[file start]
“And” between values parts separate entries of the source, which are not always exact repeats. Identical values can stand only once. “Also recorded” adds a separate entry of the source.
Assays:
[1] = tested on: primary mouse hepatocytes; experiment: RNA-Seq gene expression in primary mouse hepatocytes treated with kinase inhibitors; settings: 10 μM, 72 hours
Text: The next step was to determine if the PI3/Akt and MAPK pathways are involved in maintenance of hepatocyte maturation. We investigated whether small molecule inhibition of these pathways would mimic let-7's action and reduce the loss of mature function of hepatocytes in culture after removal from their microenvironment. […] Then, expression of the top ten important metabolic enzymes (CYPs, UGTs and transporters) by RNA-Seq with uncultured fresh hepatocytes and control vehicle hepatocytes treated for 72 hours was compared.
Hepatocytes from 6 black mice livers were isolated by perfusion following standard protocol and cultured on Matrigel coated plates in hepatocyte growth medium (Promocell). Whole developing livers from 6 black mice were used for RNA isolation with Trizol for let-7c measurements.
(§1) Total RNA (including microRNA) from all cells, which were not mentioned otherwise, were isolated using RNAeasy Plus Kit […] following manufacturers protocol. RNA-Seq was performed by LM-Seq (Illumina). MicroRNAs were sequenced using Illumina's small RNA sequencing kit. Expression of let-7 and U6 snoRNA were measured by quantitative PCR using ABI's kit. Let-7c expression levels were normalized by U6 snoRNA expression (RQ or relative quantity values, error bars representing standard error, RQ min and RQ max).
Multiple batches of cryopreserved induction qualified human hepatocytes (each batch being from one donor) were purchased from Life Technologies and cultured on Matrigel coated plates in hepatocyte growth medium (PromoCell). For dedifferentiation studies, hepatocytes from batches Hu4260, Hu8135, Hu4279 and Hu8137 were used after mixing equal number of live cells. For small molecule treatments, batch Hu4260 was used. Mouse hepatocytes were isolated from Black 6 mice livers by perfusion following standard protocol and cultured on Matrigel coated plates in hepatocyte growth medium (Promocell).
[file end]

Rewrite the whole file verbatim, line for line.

“And” between values parts separate entries of the source, which are not always exact repeats. Identical values can stand only once. “Also recorded” adds a separate entry of the source.
Assays:
[1] = tested on: primary mouse hepatocytes; experiment: RNA-Seq gene expression in primary mouse hepatocytes treated with kinase inhibitors; settings: 10 μM, 72 hours
Text: The next step was to determine if the PI3/Akt and MAPK pathways are involved in maintenance of hepatocyte maturation. We investigated whether small molecule inhibition of these pathways would mimic let-7's action and reduce the loss of mature function of hepatocytes in culture after removal from their microenvironment. […] Then, expression of the top ten important metabolic enzymes (CYPs, UGTs and transporters) by RNA-Seq with uncultured fresh hepatocytes and control vehicle hepatocytes treated for 72 hours was compared.
Hepatocytes from 6 black mice livers were isolated by perfusion following standard protocol and cultured on Matrigel coated plates in hepatocyte growth medium (Promocell). Whole developing livers from 6 black mice were used for RNA isolation with Trizol for let-7c measurements.
(§1) Total RNA (including microRNA) from all cells, which were not mentioned otherwise, were isolated using RNAeasy Plus Kit […] following manufacturers protocol. RNA-Seq was performed by LM-Seq (Illumina). MicroRNAs were sequenced using Illumina's small RNA sequencing kit. Expression of let-7 and U6 snoRNA were measured by quantitative PCR using ABI's kit. Let-7c expression levels were normalized by U6 snoRNA expression (RQ or relative quantity values, error bars representing standard error, RQ min and RQ max).
Multiple batches of cryopreserved induction qualified human hepatocytes (each batch being from one donor) were purchased from Life Technologies and cultured on Matrigel coated plates in hepatocyte growth medium (PromoCell). For dedifferentiation studies, hepatocytes from batches Hu4260, Hu8135, Hu4279 and Hu8137 were used after mixing equal number of live cells. For small molecule treatments, batch Hu4260 was used. Mouse hepatocytes were isolated from Black 6 mice livers by perfusion following standard protocol and cultured on Matrigel coated plates in hepatocyte growth medium (Promocell).